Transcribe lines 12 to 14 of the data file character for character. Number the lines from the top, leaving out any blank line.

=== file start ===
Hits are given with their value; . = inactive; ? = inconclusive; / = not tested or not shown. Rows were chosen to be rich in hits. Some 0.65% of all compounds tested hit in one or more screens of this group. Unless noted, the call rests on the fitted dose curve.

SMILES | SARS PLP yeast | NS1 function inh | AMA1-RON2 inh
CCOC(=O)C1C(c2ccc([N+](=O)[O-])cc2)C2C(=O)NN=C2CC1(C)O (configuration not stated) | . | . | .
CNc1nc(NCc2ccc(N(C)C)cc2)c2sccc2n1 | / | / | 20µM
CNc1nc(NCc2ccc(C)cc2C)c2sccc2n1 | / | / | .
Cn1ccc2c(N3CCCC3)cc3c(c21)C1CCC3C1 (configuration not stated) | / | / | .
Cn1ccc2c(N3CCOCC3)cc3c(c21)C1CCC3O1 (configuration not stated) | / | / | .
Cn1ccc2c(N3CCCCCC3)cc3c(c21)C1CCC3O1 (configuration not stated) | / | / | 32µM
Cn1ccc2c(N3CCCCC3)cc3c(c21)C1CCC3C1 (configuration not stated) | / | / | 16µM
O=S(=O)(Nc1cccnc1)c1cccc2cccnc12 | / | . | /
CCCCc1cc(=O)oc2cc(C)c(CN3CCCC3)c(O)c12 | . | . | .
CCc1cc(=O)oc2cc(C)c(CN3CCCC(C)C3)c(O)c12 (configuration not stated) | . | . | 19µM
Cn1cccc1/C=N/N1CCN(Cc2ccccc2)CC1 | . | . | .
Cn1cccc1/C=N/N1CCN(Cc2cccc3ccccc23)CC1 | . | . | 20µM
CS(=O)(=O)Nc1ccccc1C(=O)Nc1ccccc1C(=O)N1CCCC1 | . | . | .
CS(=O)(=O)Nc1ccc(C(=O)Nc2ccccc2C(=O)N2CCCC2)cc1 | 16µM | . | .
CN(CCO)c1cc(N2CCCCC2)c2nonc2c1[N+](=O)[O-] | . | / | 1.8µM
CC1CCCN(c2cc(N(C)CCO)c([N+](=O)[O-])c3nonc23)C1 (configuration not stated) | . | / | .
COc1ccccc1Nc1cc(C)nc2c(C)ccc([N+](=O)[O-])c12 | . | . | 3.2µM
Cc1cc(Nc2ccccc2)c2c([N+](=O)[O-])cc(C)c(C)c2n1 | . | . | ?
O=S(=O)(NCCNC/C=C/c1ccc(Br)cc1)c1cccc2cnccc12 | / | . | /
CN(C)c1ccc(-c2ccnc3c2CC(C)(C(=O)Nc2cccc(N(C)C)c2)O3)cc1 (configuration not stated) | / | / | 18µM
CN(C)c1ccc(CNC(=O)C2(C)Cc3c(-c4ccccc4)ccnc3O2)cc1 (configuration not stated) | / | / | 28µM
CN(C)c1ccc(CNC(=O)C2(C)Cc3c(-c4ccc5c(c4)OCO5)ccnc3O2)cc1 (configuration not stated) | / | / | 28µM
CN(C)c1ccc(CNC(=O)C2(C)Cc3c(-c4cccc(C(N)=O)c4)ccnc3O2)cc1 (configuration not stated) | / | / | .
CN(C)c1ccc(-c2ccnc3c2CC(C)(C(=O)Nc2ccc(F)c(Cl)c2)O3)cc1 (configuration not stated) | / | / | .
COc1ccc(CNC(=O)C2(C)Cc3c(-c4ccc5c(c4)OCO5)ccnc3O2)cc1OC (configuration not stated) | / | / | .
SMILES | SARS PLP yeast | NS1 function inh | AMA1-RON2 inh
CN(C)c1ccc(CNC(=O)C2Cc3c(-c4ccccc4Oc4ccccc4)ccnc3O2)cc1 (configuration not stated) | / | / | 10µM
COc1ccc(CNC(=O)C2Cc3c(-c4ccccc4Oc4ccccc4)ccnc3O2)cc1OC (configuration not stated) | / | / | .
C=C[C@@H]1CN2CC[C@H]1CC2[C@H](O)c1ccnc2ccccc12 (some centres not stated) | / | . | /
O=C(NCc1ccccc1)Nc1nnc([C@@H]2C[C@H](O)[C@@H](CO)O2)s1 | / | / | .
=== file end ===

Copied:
CCc1cc(=O)oc2cc(C)c(CN3CCCC(C)C3)c(O)c12 (configuration not stated) | . | . | 19µM
Cn1cccc1/C=N/N1CCN(Cc2ccccc2)CC1 | . | . | .
Cn1cccc1/C=N/N1CCN(Cc2cccc3ccccc23)CC1 | . | . | 20µM